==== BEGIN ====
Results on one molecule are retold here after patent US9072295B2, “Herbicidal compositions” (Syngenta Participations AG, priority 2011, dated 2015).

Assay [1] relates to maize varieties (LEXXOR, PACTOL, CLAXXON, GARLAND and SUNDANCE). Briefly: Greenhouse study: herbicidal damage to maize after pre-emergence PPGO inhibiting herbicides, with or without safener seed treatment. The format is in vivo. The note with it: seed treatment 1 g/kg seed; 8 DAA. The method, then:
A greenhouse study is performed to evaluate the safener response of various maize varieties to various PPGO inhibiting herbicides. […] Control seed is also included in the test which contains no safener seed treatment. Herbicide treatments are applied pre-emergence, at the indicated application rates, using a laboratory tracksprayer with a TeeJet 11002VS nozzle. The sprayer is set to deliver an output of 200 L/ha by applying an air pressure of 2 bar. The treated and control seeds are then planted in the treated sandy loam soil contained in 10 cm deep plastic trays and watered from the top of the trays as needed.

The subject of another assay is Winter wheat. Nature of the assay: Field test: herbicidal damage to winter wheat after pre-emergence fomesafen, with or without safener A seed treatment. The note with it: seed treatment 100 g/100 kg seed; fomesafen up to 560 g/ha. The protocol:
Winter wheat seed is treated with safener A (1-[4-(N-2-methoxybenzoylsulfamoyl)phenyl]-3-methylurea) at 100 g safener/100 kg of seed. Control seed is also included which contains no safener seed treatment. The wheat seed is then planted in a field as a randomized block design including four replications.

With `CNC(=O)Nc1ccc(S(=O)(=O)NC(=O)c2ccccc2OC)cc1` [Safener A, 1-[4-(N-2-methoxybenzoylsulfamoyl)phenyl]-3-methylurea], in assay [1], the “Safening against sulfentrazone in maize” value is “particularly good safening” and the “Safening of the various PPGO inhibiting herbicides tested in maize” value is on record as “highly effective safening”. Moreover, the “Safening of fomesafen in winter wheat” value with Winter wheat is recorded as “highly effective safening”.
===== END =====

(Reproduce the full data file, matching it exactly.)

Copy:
Results on one molecule are retold here after patent US9072295B2, “Herbicidal compositions” (Syngenta Participations AG, priority 2011, dated 2015).

Assay [1] relates to maize varieties (LEXXOR, PACTOL, CLAXXON, GARLAND and SUNDANCE). Briefly: Greenhouse study: herbicidal damage to maize after pre-emergence PPGO inhibiting herbicides, with or without safener seed treatment. The format is in vivo. The note with it: seed treatment 1 g/kg seed; 8 DAA. The method, then:
A greenhouse study is performed to evaluate the safener response of various maize varieties to various PPGO inhibiting herbicides. […] Control seed is also included in the test which contains no safener seed treatment. Herbicide treatments are applied pre-emergence, at the indicated application rates, using a laboratory tracksprayer with a TeeJet 11002VS nozzle. The sprayer is set to deliver an output of 200 L/ha by applying an air pressure of 2 bar. The treated and control seeds are then planted in the treated sandy loam soil contained in 10 cm deep plastic trays and watered from the top of the trays as needed.

The subject of another assay is Winter wheat. Nature of the assay: Field test: herbicidal damage to winter wheat after pre-emergence fomesafen, with or without safener A seed treatment. The note with it: seed treatment 100 g/100 kg seed; fomesafen up to 560 g/ha. The protocol:
Winter wheat seed is treated with safener A (1-[4-(N-2-methoxybenzoylsulfamoyl)phenyl]-3-methylurea) at 100 g safener/100 kg of seed. Control seed is also included which contains no safener seed treatment. The wheat seed is then planted in a field as a randomized block design including four replications.

With `CNC(=O)Nc1ccc(S(=O)(=O)NC(=O)c2ccccc2OC)cc1` [Safener A, 1-[4-(N-2-methoxybenzoylsulfamoyl)phenyl]-3-methylurea], in assay [1], the “Safening against sulfentrazone in maize” value is “particularly good safening” and the “Safening of the various PPGO inhibiting herbicides tested in maize” value is on record as “highly effective safening”. Moreover, the “Safening of fomesafen in winter wheat” value with Winter wheat is recorded as “highly effective safening”.